Beaverdell, Canada

The rambling, tin-roofed lodge and a few cabins stood beyond an antique windmill under the tall trees. Rustic, casual, quirky Chute Lake Resort looked like the sort of place that would soothe away the muscle strain from a body unused to two days of pedaling a mountain bike.

Late afternoon shadows stretched across the lake, and Canada geese grazed beside an abandoned barn. My wife, Maria, and I leaned our bikes against a picnic table and headed toward the scent of hamburgers and the clack of billiard balls. I wanted to kick back and chill out here for a lifetime, but we were here only for the night.

The day's cycling had been easy, a near-level grade as the abandoned rail bed of the Kettle Valley Railway, a former Canadian Pacific train line, gently climbed the mountainous landscape of south-central British Columbia to a forested plateau 4,000 feet above sea level. Our four-day, 120-mile bike trip last August took us over the most popular and best-maintained section of the KVR, as locals call it. We followed a large north-south horseshoe-shaped route rising over Mt. Okanagan, then dipping south through the Okanagan wine country.

This route delivered mountain vistas, vineyard-filled valleys, scenic salmon streams, emerald lakes, orchards and wineries. Add to that historic trestles, tunnels and the choice of camping or taking a room in a lodge each night — we did both — and it's easy to see why the Kettle Valley Railway has become so popular. Biking magazine rated the KVR "one of the world's top 50 bicycle routes," and it's the shining star in the new Trans Canada Trail, an 11,000-mile system of recreational pathways connecting the Pacific, Arctic and Atlantic oceans. But its 2% grade is what attracts cyclists of all abilities.

Because steam trains hauling heavy loads of ore from the area's silver and gold mines required easy inclines and declines, railway engineers had to carve a route through the mountains and valleys with no more than a 2-foot rise or drop in every 100 feet.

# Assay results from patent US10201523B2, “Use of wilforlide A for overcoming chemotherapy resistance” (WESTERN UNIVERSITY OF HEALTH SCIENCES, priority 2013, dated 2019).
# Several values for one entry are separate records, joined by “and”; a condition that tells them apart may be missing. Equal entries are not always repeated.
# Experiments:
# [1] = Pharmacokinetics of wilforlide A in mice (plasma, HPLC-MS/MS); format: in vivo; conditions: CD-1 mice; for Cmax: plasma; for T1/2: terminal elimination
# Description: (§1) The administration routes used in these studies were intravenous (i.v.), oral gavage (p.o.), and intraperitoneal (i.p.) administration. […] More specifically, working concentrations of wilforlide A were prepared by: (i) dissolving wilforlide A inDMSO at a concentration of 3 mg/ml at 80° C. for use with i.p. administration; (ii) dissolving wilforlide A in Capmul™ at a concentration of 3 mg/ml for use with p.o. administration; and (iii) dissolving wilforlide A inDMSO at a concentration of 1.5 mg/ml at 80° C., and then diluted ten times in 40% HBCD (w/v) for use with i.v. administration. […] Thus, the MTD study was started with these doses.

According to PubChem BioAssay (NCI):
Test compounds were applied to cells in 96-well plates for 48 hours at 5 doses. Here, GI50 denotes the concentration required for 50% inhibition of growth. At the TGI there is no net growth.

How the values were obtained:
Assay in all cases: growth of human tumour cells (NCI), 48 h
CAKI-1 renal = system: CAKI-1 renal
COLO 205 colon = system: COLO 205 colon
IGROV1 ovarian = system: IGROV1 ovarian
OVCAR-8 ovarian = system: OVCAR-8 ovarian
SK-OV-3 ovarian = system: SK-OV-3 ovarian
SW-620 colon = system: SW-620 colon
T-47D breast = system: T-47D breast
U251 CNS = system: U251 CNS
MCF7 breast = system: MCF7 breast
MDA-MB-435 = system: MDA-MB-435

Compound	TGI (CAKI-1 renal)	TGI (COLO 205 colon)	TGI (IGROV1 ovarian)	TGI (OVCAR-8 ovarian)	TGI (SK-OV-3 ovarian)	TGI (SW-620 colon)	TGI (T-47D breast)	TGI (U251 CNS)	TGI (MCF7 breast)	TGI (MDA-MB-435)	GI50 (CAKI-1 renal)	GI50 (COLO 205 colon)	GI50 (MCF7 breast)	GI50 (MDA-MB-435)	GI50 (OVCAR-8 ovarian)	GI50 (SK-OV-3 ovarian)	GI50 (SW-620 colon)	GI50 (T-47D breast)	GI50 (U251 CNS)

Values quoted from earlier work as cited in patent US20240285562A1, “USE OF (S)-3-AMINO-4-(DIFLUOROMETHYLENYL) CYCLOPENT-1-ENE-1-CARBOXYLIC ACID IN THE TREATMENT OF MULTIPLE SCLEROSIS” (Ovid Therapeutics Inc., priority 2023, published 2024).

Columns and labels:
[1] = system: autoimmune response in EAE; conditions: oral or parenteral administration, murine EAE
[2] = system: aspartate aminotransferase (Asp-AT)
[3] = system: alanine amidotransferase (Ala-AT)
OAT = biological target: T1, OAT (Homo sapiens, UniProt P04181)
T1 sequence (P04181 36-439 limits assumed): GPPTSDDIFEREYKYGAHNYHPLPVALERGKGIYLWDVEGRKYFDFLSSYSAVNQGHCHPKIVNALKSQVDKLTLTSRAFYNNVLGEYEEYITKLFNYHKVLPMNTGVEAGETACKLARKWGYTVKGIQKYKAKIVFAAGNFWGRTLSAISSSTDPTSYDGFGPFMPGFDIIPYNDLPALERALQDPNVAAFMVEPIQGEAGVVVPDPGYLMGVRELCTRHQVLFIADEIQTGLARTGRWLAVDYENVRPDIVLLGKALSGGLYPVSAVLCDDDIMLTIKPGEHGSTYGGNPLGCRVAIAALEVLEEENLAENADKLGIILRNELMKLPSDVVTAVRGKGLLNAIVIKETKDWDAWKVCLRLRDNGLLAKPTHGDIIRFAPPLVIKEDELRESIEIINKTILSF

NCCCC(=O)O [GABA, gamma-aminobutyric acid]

We flew into Kelowna, the urban hub of the Okanagan, picked up rental bikes and took a shuttle about 90 miles south to our starting point at Beaverdell. This sleepy mining town on the Kettle River has little more than a few homes, several campgrounds within a stone's toss of one another, a small grocery store and the historic Beaverdell Hotel, which dates to 1901. When the railroad was running and the silver and gold mines were operating, Beaverdell bustled. Now it's nearly a ghost town.

We pitched our tent near a thin stream at Zack's Creekside Campground and turned in. Early the next morning we had a hearty breakfast for only $5 each a block down the main street at Our Place Cafe.

We had more than 32 miles to cover our first day to 3,900-feet-high McCulloch Lake, where we would camp for the night, and half those miles would be uphill. I was sipping one last cup of strong coffee, worried about those 16 uphill miles, when a family of seven showed up on their bicycles. The parents had tandem bikes, with a child each in the jump seat. The three other kids, about 9 to 12 years old, rode their own bikes. They were heading the same way we were but had started out in Midway, 40 miles east, the day before.